I hear it all the time, "Twitter is a waste of time." "I just don't get the big deal about Twitter." "I'm too busy." "I only focus on mortgages." (A little secret snark there for a friend.) Let's back up just a few steps so we all have the same perspective.
Twitter. If you have not heard of it welcome to earth. Twitter is, simply put, a very fast past, one sentence electronic bulletin board. Oddly enough about 25 years ago that was the only way I communicated over the Internet. Actually it was called FIDONET back then and I accessed it with a computer with less power than your digital kitchen timer. So we have come full circle - only now it is much faster, there are millions of users and it is graphical instead of a black screen with little green letters!
Twitter was developed way back in 2006 - the equivalent of a digital millennium - by Jack Dorsey. Jack was joined by Evan Williams (not in a bottle) and Biz Stone who at first named the system twttr (flickr inspired the idea) and later spelled it out to Twitter. It has no specific meaning except that twitter was near twitch in the dictionary. Long story but if you listen to Social Media Edge Radio every Tuesday at noon you may already know it!
Twitter is limited to 140 characters including space and punctuation. Why? Think text messages (SMS - Short Message Service) on your cell phone. That is how Twitter was designed to work so that you could use either your computer or your cell phone. The very early stages of Twitter were, indeed, no frills. Today, however, there are literally hundreds if not thousands of third party developers using the Twitter API (Application Programming Interface) make it possible to do many things with Twitter - including be successful.
But I promised you a way to hate Twitter.
Many Active Rainers are guilty of the first way to hate Twitter. In fact AR makes it pretty simple by allowing you to "post your blog to Twitter". In fact I use that service and people who follow me on Twitter will be notified when I publish this blog article. That's probably the best way to hate Twitter.
What I am about to do is not to embarrass any particular person. In fact I'm just going to do a search on Google for the phrase "Just posted on Active Rain" and pick the 3rd and 7th links. Quickly visit http://twitter.com/henrydaniels and http://twitter.com/ericgreid (like I said, no offense to these guys). The reason I chose these is because they are perfect examples of one way to hate Twitter. They really are nothing more than mindless Twitter spam and a horrible use of API bandwidth which could even make Active Rain look bad.
So what is wrong with the way these accounts are being used? Social media. One have of its name is social. When you go to a social event do you walk up to everyone you see and say, "Hey look what I just posted to Active Rain"? You would likely not be asked to another social event by those people even in the event you were allowed to stay for the current one. People block accounts that are just streams of API posts with no engagement from the account holder. You get 100 blocks and Twitter says "bye-bye".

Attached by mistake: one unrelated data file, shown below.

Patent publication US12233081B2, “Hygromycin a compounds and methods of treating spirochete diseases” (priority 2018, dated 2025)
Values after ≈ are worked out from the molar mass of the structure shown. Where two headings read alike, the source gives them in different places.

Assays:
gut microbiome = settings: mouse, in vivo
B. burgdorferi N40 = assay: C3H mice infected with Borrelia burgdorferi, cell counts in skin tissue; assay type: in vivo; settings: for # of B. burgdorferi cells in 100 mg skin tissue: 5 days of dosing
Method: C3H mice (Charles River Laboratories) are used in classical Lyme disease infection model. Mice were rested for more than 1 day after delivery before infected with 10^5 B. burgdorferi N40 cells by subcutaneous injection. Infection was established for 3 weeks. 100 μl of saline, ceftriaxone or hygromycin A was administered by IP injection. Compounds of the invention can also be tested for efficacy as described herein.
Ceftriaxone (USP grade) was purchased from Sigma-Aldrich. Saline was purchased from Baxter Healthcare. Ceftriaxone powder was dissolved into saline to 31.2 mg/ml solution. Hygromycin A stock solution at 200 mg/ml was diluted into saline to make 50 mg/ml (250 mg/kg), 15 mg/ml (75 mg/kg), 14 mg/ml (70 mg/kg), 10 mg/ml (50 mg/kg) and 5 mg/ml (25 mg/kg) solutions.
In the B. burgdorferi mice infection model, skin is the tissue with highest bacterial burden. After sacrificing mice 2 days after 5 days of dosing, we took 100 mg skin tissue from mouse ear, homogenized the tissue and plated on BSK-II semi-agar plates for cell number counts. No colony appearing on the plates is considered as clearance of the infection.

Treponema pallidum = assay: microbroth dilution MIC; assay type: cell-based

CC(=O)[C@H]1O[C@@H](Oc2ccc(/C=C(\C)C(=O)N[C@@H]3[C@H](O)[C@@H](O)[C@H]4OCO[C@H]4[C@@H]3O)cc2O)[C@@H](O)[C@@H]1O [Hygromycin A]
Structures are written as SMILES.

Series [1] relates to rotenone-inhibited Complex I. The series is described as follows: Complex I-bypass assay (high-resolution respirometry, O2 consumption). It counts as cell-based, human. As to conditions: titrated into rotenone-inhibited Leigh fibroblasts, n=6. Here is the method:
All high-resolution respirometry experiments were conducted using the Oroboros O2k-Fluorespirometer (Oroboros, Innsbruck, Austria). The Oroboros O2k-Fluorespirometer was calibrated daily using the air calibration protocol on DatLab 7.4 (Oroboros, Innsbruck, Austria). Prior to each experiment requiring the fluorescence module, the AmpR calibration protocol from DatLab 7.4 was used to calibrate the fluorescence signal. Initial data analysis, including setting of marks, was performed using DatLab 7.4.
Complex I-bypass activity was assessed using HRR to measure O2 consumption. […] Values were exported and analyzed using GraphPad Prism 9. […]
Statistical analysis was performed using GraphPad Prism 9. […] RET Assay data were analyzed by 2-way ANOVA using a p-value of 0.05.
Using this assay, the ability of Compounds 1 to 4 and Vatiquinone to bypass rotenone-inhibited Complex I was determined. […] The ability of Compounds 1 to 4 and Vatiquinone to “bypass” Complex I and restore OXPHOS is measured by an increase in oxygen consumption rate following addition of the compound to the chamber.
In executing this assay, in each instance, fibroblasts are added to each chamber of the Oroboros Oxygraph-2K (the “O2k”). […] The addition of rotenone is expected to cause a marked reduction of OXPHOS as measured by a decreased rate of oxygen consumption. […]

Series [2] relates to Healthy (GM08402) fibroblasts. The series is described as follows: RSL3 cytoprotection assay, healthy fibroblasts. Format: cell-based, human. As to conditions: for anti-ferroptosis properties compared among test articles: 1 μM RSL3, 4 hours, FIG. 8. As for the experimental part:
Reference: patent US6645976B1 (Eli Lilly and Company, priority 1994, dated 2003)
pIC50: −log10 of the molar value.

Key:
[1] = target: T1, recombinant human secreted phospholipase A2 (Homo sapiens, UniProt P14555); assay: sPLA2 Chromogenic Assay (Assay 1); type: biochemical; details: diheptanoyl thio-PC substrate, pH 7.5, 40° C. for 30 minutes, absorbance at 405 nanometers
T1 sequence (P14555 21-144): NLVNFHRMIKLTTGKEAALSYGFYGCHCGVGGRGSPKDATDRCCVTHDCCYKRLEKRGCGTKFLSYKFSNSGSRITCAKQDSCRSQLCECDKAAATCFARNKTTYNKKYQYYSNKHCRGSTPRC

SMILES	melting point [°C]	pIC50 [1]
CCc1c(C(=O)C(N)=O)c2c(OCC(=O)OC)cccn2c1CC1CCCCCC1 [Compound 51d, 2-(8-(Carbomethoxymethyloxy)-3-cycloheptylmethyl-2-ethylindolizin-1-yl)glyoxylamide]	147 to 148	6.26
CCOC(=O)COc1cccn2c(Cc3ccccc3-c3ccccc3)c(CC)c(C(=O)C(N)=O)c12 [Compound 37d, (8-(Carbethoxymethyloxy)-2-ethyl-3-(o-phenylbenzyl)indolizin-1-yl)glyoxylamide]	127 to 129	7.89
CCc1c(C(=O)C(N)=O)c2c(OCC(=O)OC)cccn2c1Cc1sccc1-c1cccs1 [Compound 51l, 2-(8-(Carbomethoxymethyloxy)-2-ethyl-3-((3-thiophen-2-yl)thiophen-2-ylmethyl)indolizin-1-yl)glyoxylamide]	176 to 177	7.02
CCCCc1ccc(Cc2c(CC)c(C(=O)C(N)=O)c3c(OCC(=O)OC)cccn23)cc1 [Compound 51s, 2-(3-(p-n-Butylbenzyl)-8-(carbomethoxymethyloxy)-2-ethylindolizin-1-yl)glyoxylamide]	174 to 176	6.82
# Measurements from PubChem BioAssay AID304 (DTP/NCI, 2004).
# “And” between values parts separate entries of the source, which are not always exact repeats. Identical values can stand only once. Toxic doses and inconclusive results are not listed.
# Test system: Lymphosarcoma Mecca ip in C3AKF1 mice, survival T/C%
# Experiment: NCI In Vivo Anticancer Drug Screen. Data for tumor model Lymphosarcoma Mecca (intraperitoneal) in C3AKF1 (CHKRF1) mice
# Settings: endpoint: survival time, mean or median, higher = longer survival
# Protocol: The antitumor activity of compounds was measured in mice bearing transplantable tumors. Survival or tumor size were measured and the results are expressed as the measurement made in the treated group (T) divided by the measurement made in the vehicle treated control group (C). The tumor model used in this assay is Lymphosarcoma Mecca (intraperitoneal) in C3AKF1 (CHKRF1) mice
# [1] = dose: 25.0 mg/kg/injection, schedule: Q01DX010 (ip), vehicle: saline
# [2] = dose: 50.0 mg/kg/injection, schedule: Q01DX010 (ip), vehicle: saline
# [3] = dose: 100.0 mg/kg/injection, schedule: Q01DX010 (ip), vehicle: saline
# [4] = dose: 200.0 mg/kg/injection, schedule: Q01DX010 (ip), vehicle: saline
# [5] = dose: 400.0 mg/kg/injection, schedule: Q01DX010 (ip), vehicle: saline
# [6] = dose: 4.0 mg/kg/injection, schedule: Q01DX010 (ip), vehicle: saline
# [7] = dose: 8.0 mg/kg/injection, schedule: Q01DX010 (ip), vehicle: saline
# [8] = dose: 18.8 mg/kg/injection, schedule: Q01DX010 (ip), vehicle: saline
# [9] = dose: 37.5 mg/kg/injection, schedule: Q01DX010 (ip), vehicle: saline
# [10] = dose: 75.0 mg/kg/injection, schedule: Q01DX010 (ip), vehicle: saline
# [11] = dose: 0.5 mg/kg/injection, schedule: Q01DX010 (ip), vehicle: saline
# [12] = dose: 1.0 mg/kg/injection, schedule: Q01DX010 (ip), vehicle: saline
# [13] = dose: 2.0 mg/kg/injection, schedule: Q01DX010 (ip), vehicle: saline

Our friend, Jeff Turner (@respres), knows and speak about engagement as an essential activity for social success. He is correct of course. Without social it's just media and who cares? People want to interact, engage, share, discover, and influence. It's why Twitter works and is different than Facebook, MySpace, Active Rain, and other social media networks because with Twitter if you don't have followers you are talking to yourself! I love it when I come across a Twitterer who is following 1 person and has 0 followers but 350 tweets! Nobody has seen those!
Some of the people who use Twitter as a one way street - them publishing and you reading because they never actually engage with Twitter - will defend it by saying, "But I get Google juice!" Yes and no. Firstly I can tell you Google is all over Twitter links and counting them differently than say Wikipedia links or Active Rain links. Secondly Twitter uses the no-follow attribute in any link you post as appears thus:
<a href="http://twitpic.com/g74i4" class="tweet-url web" rel="nofollow" target="_blank">
While Google does FOLLOW that link it does not index that link so, no, it does not in that manner count for even one little drip of Google juice where inbound links are concerned. True it may get you a handful of visitors, mostly the 14 bots that hound tweets but if you do not have that social equity which comes only from meaningful engagement or stardom you really are just wasting time and space.
Speaking of stardom. Ashton Kutcher (@aplesk) is a star. You, the author of a book that sold 15,000 copies and host of a podcast are not. Michelle Malkin = star. Ken Cook = twit. Steve Forbes = star. Jason Crouch = twit. Why do you think Jason, Mike Mueller and I work so hard to stay on top - to engage others? If you do not do the same, if you think just having an @ before your name gives you social equity you will hate Twitter.
Now consider the story of @Bronto http://twitter.com/bronto and the success they have had on Twitter with attracting new clients and new talents. "DJ Waldow of Bronto met a prospect through Twitter who knew of the company and valued the company's industry insight. When it came time for the prospect to find a new vendor, he went to Waldow and turned into a client. Bronto built a relationship with the prospect through Twitter, which helped the company stay in the prospect's mind." - Web Worker Daily
Obviously this is a very narrow look at a very wide subject yet I assure you Twitter is good stuff and has had a very good impact on my life and my businesses.
Follow my personal tweets @thekencook or listen to Social Media Edge (formerly Twitter Tuesday) Radio every Tuesday at Noon Eastern or listen to the archives anytime.